Every single time I say AI-powered bookkeeping, I do gloss over it, because you could have one neural net do a little bit of predictive work on the next transaction that comes in and call it AI. You can say rules-based tagging is just a single line neural net, and that's not all that interesting to me because it still misses out on so much of the business context. It always comes down to business context. Accounting is not just a set of numbers, it requires business context.
When I think about AI-powered bookkeeping, maybe this is more detailed than you'd want to get into, I would ask whoever it is that you're talking to, "What exactly are you doing? Walk me through the use case."
That's what all my customers, every sales call, every customer that signs up, wants to know: "What is it that you're doing? Walk me through the steps and the user experience that I would have."
That's why throughout this call, I try to be very specific about "Well, this is the workflow, and this is how AI solves it."
Now, as for your question about what our AI stack looks like, I think of that meme with a normal distribution chart, and then the person on the far right and the far left say the same thing, and the person in the middle tries to over-complicate it too much.
We have this great gem with OpenAI, and the work they're doing in GPT-3. And as a YC company, they provide us a lot of support, so we leverage them heavily. There are also a lot of other ML ops platform companies in our batch as well as LLM infrastructure companies that we leverage. So as you said, as a way, again, for us to move fast, we work with some of these other startups to help build our backend AI function, but now we rely heavily on GPT-3.
Do you see AI as something that can help transform the customer experience of working with a bookkeeper, or is the telephone something you still can't really compete with?
I think it depends on how our users ultimately evolve. So to your point, local mom and pop stores and SMBs, they're going to want to know who their bookkeeper is, because the bookkeepers are touching something that is very, very near and dear to their heart, their money.
You go to a venture-backed startup, they care a little bit, I'd say they care a lot less. They're happy working with a Pilot, or a Zeni, Truewind, any of us without a particular individual or face at a company because they trust technology, they trust product, etc. And the question becomes, ‘will the local, small mom and pop business follow in that way, where they become okay with not knowing who their bookkeeper is?’ I don't know the answer to that question. When I think about Truewind, we want to be prepared for both.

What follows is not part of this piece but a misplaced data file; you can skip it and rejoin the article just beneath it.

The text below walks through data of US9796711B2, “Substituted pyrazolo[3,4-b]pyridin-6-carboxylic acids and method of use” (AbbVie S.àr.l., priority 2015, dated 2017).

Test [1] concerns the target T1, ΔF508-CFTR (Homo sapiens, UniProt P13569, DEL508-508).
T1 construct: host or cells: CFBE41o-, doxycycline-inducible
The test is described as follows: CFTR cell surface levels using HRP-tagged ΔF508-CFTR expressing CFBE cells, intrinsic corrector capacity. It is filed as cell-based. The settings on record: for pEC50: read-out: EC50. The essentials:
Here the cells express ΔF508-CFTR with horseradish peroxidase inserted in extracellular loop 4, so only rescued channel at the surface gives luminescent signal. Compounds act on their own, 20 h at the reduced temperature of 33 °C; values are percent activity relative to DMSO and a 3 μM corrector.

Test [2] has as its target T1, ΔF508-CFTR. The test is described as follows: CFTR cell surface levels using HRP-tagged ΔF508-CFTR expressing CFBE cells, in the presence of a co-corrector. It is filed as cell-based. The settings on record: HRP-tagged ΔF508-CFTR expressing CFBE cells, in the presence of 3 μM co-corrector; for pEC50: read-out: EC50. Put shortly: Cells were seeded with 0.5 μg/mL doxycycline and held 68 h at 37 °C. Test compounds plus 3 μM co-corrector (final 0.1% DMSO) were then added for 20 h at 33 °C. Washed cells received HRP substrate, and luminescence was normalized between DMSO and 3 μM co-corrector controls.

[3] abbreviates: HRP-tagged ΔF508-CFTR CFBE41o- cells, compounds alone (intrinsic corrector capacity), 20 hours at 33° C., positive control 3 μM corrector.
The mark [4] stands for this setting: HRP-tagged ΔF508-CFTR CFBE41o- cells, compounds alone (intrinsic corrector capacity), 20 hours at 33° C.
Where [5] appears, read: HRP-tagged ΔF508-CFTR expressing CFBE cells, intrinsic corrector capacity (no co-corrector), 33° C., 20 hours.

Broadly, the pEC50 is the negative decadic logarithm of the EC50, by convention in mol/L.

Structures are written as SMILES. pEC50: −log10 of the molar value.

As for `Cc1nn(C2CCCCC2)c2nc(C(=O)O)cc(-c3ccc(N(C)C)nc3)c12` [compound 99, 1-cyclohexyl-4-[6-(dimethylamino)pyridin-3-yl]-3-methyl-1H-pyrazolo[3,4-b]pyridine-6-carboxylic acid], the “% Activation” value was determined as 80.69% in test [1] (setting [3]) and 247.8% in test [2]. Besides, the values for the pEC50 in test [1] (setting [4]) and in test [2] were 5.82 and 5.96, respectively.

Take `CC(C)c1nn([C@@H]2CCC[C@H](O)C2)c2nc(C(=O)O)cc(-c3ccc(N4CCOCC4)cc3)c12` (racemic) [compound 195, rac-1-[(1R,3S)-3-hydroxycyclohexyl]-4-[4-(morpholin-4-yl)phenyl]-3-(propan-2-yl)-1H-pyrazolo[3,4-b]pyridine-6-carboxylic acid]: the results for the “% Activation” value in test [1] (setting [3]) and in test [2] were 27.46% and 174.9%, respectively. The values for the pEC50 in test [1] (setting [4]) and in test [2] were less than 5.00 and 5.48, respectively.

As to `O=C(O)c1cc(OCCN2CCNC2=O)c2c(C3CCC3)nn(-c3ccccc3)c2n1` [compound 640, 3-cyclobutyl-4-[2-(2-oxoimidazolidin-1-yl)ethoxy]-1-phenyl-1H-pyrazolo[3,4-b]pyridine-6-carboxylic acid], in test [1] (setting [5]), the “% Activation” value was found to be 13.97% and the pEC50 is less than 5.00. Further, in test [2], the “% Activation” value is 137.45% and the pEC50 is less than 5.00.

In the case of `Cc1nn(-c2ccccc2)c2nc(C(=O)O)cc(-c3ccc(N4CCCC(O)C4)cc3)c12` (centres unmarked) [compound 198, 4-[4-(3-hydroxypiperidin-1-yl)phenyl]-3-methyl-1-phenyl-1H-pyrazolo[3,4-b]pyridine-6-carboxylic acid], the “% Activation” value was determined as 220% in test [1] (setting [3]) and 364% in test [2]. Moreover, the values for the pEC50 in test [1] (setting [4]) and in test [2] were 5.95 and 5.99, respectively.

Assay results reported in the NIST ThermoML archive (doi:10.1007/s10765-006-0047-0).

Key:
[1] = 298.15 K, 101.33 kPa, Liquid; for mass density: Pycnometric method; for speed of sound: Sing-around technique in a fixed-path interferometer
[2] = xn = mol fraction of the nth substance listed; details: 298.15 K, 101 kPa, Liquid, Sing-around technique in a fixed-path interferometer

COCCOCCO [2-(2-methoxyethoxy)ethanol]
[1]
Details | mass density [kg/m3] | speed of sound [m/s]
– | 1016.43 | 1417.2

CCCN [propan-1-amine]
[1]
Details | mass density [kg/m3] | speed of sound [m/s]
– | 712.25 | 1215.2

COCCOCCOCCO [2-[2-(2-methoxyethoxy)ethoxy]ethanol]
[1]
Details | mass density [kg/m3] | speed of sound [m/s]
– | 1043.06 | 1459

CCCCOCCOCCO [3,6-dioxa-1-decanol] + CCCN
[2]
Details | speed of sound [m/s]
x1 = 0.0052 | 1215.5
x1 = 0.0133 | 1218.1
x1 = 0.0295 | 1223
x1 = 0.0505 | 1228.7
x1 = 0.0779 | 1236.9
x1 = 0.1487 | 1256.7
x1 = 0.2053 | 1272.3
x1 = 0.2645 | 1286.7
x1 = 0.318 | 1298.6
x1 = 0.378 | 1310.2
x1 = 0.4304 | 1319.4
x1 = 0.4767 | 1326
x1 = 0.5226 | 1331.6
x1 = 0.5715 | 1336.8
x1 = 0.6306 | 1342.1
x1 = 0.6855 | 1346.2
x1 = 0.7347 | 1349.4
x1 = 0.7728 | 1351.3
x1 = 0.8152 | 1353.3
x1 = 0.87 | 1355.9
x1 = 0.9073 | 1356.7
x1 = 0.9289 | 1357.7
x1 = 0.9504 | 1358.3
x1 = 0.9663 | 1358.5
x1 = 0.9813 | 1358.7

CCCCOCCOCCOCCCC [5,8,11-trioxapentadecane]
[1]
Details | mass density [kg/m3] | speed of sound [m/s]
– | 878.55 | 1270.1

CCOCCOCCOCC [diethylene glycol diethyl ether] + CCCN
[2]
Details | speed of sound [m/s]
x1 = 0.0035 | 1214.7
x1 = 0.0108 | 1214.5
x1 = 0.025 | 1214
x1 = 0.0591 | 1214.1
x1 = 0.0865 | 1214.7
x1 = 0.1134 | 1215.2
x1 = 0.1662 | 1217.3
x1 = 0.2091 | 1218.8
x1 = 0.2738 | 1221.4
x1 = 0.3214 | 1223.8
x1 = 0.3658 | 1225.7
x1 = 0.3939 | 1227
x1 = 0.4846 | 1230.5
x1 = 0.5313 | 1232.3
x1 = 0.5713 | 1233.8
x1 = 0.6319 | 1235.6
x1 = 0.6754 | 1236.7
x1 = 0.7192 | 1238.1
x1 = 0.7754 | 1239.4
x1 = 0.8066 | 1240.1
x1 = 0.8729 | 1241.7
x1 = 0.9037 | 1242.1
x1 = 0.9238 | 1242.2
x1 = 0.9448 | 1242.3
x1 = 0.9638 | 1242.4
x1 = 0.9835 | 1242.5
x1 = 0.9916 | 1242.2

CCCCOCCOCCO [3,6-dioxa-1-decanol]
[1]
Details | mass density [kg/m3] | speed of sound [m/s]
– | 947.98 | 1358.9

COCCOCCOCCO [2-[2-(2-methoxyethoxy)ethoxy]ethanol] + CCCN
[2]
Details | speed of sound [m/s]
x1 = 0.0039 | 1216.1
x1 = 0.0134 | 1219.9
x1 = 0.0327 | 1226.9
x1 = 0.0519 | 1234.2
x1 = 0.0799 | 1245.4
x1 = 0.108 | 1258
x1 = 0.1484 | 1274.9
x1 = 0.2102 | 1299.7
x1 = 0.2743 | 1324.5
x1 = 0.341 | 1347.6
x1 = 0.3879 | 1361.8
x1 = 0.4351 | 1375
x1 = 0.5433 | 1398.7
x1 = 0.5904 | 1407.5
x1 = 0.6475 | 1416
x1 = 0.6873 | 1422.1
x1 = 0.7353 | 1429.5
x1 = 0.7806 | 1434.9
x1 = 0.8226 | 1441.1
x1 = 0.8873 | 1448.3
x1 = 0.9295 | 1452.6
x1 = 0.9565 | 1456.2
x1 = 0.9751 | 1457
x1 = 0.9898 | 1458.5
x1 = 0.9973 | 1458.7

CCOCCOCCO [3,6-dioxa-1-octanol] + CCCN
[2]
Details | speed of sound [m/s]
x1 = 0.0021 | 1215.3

We offer this whole package like many other companies do. But let's say they want to continue working with their local bookkeeper. That's also okay with us because, at the end of the day, our vision is to build software that bookkeepers, accountants, and finance professionals can use.
When I think about where we want to go, we want to start off at the foundation of accounting and finance, which is the journal entry. We start there, we capture a journal entry, then get into accounting, and financial statements, and then the controller work, financial analysis, financial modeling, M&A, corp dev, the entire finance stack.
For us, it's about, ‘how do we keep building out that finance stack?’ So we give tools to the people who ultimately want to use it. Many of our customers don't want to deal with another bookkeeper, great, let us be that. And our software makes us 100X more efficient. But if you want to keep using a bookkeeper, that's okay, too. You can also use our software, priced a little bit differently, because it'll make your bookkeeper 100X more efficient and also happier.
Speaking of this 100X productivity, what does the margin profile look like for this previous generation, software-enabled bookkeeping services? And what do you think is achievable with AI? Also, how do you think about margin in general at Truewind?
I saw a tweet from a YC group partner, Jared, who said, "For the first time in a while, the biggest risk for this batch of companies is not market risk, which is whether or not the customer wants it, it's technology risk. How viable is this new piece of technology?"
I think we've all seen enough promise from ChatGPT product ties that GPT-3, GPT-4, and whatever comes afterwards has a lot of legs and has a lot of ways to disrupt the way we currently do things. People talk about differentiation on this, how, like, "Oh, the models would be commoditized. It comes down to data."
I think there's some truth to that, in terms of data providing accuracy, but then the bigger differentiation is who's more creative? Given this new piece of tech, who can create a new creative product, a new creative workflow, a new creative business model to stand out for the rest?
This is a long-winded way of coming around and saying, when I think about the business we want to build, we want to build a software business. Will there be human in the loop? To some degree, absolutely. Whether they want us as the controller or they want an outside controller, ideally an outside controller.
I see our business model evolving as our customers mature. At the earliest stages, they will use us for their bookkeeping, perhaps, but then as they grow and they hire an in-house bookkeeper, and they hire an in-house finance person, they will continue using our software.
It's not our objective to stay a tech-enabled services firm, in which case, I think we might get to, I don't know, services companies get to 50%, 40% gross margins, and then 10% net margins, maybe. Our goal is to get to 70 plus percent in gross margins and to 20-30 plus percent in net, because we believe with AI, there's so many of the customer success tasks that you previously needed people to do, that could be offloaded to a piece of technology.
Is there an opportunity to change the business model and drive a much higher velocity of customer acquisition in bookkeeping by taking something expensive and purely service-based and applying technology the way we've seen with R&D tax credit services?